New Yorkers react to strikingly indifferent statue of Elon Musk with cheerful hostility

Well-travelled billionaire's likeness very likely to follow recent examples of other questionable public art


The city of New York received an addition to its trove of often obscure and peculiar statuary when a life-sized polyester resin figure of famously charismatic Tesla and SpaceX founder Elon Musk was unveiled in Downtown Manhattan.

The statue, which commemorates Musk's 50th birthday on 28 June and was erected by online stock trading firm Public.com – for some reason which doubtless made sense to them, at least – depicts a smiling individual with an almost passing resemblance to Musk with their hands on their head, wearing jeans and a T-shirt.

The response to the statue from New Yorkers, a breed of people well known for their tolerance, forbearance, and thoughtful opinions on public art, has been mostly positive.

"Thank you," wrote one on Twitter. "It's getting hard to find public toilets."

"How much to dump this crap in the East River?" pondered another.

"What better way to commemorate his contributions to our society [than] with an expensive, self-promoting but ultimately useless expression of showmanship no one asked for," effused a third.

There was also considerable widespread support for the idea of treating the statue with the same respect and reverence that the denizens of Bristol, UK, had shown to a statue of merchant and slave trader Edward Colston.

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The statue's startlingly distant resemblance to its inspiration has also elicited comment, with many pointing out its similarity to the famously striking bust of Cristiano Ronaldo, commissioned to grace the entrance of Madeira Airport when it was renamed after the oleaginous Portuguese football star.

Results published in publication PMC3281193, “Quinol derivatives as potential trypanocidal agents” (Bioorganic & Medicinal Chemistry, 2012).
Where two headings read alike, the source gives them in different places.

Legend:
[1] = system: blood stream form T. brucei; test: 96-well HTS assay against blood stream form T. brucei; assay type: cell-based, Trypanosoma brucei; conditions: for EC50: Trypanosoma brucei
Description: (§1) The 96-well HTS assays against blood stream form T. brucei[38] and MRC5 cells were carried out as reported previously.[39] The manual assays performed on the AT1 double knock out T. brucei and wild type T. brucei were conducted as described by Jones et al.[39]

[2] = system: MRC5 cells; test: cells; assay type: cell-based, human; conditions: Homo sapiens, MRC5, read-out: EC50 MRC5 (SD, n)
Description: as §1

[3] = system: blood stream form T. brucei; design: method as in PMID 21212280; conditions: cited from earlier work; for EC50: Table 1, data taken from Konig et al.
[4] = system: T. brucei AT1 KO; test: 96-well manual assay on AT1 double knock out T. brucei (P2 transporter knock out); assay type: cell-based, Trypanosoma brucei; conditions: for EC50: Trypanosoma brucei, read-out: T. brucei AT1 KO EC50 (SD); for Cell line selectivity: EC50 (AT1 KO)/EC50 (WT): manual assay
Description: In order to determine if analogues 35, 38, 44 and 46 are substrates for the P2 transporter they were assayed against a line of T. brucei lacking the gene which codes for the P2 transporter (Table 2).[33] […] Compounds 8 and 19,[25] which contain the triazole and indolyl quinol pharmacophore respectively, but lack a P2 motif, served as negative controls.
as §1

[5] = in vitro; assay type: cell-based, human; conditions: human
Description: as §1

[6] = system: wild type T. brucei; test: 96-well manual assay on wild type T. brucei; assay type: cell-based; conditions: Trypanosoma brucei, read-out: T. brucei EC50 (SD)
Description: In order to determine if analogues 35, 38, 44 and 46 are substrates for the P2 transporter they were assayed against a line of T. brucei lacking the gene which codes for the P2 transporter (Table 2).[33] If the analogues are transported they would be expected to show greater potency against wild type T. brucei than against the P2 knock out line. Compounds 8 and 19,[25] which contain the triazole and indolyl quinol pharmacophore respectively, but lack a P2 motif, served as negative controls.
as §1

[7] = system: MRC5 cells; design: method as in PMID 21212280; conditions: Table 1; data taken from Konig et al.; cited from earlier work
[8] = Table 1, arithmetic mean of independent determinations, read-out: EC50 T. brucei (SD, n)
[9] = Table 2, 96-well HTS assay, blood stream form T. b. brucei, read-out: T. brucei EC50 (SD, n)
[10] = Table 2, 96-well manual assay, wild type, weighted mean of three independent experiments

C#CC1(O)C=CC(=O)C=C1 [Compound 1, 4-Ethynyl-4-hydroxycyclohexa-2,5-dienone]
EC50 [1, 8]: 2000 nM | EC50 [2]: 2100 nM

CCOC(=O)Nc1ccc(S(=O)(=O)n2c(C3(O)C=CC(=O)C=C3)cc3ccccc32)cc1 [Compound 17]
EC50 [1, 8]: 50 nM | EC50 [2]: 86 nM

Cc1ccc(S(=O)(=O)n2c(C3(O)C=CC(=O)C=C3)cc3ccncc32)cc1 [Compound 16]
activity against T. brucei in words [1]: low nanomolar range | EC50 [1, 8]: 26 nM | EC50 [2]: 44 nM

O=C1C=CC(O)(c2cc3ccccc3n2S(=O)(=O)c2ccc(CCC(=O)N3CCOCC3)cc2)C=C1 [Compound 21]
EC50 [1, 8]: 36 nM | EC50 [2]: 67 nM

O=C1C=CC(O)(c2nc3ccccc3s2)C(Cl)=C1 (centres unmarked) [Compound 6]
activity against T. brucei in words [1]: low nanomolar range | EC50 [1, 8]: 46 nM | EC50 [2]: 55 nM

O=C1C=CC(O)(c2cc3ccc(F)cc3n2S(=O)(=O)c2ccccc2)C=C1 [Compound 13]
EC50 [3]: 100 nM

Others put forward other ideas. "If George Bush Sr. and Elon had a baby it would look like this," suggested another Twitter user.

We at The Register feel that the statue certainly resembles a US president, but we are torn as to whether it looks more like a young Ronald Reagan or the statue of Jimmy Carter the residents of Springfield erect in The Simpsons and then later turn into a somewhat unconvincing tribute to Marge.

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The people of New York have only a short time to enjoy this addition to their fair city's fabled urban landscape, sited on 14th Street next to the High Line stairs, as Public.com are in the process of auctioning the statue on eBay.

If you wish to own a life-sized plastic figure of a generic 20th-century US president which looks deeply suspicious when viewed only from the waist up, then you have until 7 July to put in a bid. At the time of writing, the going price is a very affordable $2,550, although we imagine that will go up by at least another $15 or so over the next week.

Alternatively, if that is beyond your budget, then Public.com are also giving everyone the chance to own one of 100 14-inch miniatures of the statue to love and cherish forever. And you can imagine exactly what the denizens of Twitter have suggested they might do with those. ®

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